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Comments

  • Avatar for Brian in Charlotte
    Brian in Charlotte
    May 10, 2007, 1:15 pm

    VERY helpful topic!
    Here is my routine (a combination of Julie Williams & Pat Fraley). I eat an apple a bit before a session to cleans my mouth with the juices and then I use the spritzer bottle during the session.
    I must say, I was VERY surprised by the results…especially the spray bottle. I also drink about 80oz. of water a day, so that helps with overall hydration but you still need the spritz on hand.

    Reply
  • Avatar for Liz de Nesnera
    Liz de Nesnera
    May 11, 2007, 8:20 am

    You drink 80 oz of water a day, Brian????
    WOW!
    Now there’s dedication to hydration! I have to keep remembering to drink water… somehow it always ends up being coffee! 😉
    Thanks for the tips Steph!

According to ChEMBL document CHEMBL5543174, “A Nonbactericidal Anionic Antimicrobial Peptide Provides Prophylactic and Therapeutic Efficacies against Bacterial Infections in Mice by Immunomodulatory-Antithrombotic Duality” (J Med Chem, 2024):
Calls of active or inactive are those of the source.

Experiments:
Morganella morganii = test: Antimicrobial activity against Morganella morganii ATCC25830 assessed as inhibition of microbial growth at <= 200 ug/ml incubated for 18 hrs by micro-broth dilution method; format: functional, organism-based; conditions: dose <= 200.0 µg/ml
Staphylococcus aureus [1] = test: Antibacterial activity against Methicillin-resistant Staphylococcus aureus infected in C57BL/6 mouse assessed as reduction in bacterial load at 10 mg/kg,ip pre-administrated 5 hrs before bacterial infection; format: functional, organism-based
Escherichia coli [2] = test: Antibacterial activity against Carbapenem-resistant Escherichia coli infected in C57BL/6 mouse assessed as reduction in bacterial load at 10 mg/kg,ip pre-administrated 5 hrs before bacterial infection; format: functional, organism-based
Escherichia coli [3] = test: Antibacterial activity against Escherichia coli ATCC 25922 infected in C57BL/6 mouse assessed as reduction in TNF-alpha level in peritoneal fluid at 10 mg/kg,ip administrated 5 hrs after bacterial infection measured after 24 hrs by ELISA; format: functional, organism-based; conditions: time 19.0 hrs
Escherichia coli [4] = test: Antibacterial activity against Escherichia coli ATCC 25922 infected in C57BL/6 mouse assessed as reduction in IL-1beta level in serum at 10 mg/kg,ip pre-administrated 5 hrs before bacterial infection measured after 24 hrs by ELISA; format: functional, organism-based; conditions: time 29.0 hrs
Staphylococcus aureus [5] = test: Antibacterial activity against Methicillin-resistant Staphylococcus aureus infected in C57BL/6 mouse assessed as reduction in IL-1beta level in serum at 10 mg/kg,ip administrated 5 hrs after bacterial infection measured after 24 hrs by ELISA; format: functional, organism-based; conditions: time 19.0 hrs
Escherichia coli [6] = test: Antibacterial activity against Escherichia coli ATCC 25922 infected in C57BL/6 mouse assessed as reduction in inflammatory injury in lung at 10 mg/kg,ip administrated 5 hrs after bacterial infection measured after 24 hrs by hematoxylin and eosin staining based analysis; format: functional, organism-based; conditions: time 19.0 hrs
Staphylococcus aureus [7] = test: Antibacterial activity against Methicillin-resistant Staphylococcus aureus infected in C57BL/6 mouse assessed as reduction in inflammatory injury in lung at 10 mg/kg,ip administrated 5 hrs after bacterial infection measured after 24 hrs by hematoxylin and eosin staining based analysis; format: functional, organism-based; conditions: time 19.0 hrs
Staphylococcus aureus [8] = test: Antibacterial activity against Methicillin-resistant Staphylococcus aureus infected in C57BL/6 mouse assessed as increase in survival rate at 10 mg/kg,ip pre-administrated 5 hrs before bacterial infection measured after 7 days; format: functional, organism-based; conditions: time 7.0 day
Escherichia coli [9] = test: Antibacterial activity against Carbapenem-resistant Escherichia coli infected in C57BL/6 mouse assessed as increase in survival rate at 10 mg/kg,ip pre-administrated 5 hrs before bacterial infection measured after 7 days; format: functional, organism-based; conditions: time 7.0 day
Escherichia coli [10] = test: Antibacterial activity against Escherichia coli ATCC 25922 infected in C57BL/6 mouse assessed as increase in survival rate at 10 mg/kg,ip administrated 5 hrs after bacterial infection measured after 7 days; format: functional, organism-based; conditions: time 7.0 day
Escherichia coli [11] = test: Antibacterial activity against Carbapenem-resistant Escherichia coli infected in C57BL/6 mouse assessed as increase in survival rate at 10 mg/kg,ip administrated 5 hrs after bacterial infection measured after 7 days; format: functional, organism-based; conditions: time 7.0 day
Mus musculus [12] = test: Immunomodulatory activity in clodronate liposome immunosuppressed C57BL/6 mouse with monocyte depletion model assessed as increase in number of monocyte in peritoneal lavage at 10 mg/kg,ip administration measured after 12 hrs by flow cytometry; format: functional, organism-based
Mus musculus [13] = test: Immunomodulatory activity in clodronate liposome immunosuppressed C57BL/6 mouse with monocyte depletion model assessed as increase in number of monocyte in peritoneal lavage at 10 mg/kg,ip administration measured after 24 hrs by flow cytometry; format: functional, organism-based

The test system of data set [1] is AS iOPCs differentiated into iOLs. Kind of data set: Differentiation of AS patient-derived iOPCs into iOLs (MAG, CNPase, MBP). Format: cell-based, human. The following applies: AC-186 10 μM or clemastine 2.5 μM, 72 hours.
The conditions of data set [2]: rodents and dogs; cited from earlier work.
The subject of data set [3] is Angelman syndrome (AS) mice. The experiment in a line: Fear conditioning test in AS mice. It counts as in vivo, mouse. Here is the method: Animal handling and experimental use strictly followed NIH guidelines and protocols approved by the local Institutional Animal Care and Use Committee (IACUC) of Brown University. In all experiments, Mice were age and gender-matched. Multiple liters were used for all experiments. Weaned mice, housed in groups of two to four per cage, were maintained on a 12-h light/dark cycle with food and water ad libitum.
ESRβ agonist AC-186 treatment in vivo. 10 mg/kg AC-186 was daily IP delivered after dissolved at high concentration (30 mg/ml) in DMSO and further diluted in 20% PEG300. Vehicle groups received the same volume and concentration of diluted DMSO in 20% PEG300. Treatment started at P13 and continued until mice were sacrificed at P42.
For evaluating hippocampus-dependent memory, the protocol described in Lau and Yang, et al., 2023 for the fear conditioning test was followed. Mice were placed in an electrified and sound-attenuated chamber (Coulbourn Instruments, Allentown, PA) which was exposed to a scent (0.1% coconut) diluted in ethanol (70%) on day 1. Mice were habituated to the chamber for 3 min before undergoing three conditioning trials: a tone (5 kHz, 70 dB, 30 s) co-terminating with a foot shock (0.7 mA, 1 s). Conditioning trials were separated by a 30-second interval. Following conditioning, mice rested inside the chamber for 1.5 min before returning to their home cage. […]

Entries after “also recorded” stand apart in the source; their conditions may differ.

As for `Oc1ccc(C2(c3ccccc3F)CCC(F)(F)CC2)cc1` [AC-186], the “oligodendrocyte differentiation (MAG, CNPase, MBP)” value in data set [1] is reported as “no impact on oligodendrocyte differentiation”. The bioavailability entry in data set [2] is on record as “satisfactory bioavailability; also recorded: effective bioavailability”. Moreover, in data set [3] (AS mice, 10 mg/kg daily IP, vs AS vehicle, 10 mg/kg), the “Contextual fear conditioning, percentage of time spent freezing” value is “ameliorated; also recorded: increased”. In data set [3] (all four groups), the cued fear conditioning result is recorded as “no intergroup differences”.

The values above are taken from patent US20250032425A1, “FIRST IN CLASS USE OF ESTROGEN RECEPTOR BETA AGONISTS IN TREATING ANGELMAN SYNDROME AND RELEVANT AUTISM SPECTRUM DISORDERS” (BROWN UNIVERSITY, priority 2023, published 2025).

Liz

    Reply
  • Avatar for Bobbin Beam
    Bobbin Beam
    May 11, 2007, 10:57 am

    The air can be extremely dry at times. I am always mindful of humidity… and depending on whatever combination of circumstances, some days are worse than others for those pesky mouth noises, so I ALWAYS have bottle or a glass of water with me, whether I am recording or not. It’s just become a healthy habit I guess! I also use a combination of mouth moisturizers (Biotene, Thayers Dry Mouth Spray) only when needed, including and especially the very simple solution of the quick spritz of water on the teeth/ and or tongue, and repeat about every page turn or so. (A technique I adapted from Pat Fraley and Hillary Huber)
    I always begin recording with my my mouth wide open, too.
    And finally, I keep a tube of Burt’s Bees Honey Lip Balm next to my pencils, for use as needed.

    Reply
  • Avatar for Stephanie Ciccarelli
    Stephanie Ciccarelli
    May 11, 2007, 11:53 am

    Hi Brian, Liz and Bobbin,
    Thank you for your comments!
    Bobbin, is there a particular reason why you prefer that lip balm in particular?